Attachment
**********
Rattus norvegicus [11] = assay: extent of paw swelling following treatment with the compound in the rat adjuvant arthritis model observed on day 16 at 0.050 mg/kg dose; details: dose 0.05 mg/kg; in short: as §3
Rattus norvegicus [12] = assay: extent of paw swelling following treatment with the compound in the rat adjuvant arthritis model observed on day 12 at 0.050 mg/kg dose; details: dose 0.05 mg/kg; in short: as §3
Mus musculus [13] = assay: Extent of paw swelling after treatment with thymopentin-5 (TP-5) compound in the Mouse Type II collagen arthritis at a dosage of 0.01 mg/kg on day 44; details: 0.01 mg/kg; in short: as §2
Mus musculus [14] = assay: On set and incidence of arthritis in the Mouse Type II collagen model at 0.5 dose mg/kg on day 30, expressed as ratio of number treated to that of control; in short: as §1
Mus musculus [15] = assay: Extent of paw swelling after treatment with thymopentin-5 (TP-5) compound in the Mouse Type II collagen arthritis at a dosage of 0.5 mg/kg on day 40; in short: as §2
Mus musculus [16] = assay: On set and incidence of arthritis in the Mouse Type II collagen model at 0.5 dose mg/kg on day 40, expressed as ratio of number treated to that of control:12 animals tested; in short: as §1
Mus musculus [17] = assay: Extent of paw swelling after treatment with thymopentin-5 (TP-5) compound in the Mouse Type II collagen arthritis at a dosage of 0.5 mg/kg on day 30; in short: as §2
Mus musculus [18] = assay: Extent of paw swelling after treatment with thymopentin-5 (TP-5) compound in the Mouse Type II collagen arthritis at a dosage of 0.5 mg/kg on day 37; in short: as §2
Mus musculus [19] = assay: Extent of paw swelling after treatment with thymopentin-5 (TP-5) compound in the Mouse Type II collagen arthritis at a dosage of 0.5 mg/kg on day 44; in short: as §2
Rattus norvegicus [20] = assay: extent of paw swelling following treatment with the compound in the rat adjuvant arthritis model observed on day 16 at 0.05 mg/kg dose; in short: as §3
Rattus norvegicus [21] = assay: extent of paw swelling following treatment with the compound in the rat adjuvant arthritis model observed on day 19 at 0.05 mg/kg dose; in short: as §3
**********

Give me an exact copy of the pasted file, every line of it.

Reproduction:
Rattus norvegicus [11] = assay: extent of paw swelling following treatment with the compound in the rat adjuvant arthritis model observed on day 16 at 0.050 mg/kg dose; details: dose 0.05 mg/kg; in short: as §3
Rattus norvegicus [12] = assay: extent of paw swelling following treatment with the compound in the rat adjuvant arthritis model observed on day 12 at 0.050 mg/kg dose; details: dose 0.05 mg/kg; in short: as §3
Mus musculus [13] = assay: Extent of paw swelling after treatment with thymopentin-5 (TP-5) compound in the Mouse Type II collagen arthritis at a dosage of 0.01 mg/kg on day 44; details: 0.01 mg/kg; in short: as §2
Mus musculus [14] = assay: On set and incidence of arthritis in the Mouse Type II collagen model at 0.5 dose mg/kg on day 30, expressed as ratio of number treated to that of control; in short: as §1
Mus musculus [15] = assay: Extent of paw swelling after treatment with thymopentin-5 (TP-5) compound in the Mouse Type II collagen arthritis at a dosage of 0.5 mg/kg on day 40; in short: as §2
Mus musculus [16] = assay: On set and incidence of arthritis in the Mouse Type II collagen model at 0.5 dose mg/kg on day 40, expressed as ratio of number treated to that of control:12 animals tested; in short: as §1
Mus musculus [17] = assay: Extent of paw swelling after treatment with thymopentin-5 (TP-5) compound in the Mouse Type II collagen arthritis at a dosage of 0.5 mg/kg on day 30; in short: as §2
Mus musculus [18] = assay: Extent of paw swelling after treatment with thymopentin-5 (TP-5) compound in the Mouse Type II collagen arthritis at a dosage of 0.5 mg/kg on day 37; in short: as §2
Mus musculus [19] = assay: Extent of paw swelling after treatment with thymopentin-5 (TP-5) compound in the Mouse Type II collagen arthritis at a dosage of 0.5 mg/kg on day 44; in short: as §2
Rattus norvegicus [20] = assay: extent of paw swelling following treatment with the compound in the rat adjuvant arthritis model observed on day 16 at 0.05 mg/kg dose; in short: as §3
Rattus norvegicus [21] = assay: extent of paw swelling following treatment with the compound in the rat adjuvant arthritis model observed on day 19 at 0.05 mg/kg dose; in short: as §3